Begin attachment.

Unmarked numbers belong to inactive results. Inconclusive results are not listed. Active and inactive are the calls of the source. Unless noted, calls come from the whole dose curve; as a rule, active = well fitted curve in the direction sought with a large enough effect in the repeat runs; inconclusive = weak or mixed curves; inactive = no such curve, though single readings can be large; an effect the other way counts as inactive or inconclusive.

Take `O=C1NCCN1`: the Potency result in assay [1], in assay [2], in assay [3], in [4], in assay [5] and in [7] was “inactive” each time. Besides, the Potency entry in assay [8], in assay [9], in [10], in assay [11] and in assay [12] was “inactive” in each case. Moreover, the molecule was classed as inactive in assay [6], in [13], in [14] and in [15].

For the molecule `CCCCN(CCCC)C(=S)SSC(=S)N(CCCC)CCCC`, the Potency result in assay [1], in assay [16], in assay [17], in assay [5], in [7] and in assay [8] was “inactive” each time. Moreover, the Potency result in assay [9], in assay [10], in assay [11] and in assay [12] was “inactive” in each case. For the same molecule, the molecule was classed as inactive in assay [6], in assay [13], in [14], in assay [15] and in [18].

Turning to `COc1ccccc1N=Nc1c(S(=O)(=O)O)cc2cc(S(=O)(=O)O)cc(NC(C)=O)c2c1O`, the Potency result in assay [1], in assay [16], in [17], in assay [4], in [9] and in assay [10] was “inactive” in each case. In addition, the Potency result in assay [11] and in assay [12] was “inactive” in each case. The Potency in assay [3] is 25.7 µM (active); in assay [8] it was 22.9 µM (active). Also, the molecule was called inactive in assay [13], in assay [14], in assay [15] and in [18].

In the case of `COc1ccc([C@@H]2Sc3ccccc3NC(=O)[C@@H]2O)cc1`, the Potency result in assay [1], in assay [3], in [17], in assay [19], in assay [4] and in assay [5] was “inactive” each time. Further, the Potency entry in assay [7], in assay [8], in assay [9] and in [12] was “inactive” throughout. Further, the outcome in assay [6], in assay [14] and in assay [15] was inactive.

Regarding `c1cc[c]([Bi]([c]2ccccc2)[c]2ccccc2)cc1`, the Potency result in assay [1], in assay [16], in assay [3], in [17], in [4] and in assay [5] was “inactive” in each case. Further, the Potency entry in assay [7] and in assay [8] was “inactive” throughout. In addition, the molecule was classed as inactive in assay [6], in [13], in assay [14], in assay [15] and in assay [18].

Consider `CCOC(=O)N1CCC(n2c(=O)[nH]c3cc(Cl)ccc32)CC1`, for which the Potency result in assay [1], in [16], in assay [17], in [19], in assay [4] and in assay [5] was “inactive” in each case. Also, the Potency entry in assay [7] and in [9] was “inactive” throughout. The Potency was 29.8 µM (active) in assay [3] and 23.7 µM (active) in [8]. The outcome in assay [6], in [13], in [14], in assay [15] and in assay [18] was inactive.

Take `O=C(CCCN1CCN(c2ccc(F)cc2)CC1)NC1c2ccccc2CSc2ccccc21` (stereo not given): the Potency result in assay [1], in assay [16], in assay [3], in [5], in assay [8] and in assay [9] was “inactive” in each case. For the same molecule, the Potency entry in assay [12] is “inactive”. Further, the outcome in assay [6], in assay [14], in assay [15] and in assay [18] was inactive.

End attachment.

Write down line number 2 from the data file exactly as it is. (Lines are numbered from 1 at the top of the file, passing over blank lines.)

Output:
Take `O=C1NCCN1`: the Potency result in assay [1], in assay [2], in assay [3], in [4], in assay [5] and in [7] was “inactive” each time. Besides, the Potency entry in assay [8], in assay [9], in [10], in assay [11] and in assay [12] was “inactive” in each case. Moreover, the molecule was classed as inactive in assay [6], in [13], in [14] and in [15].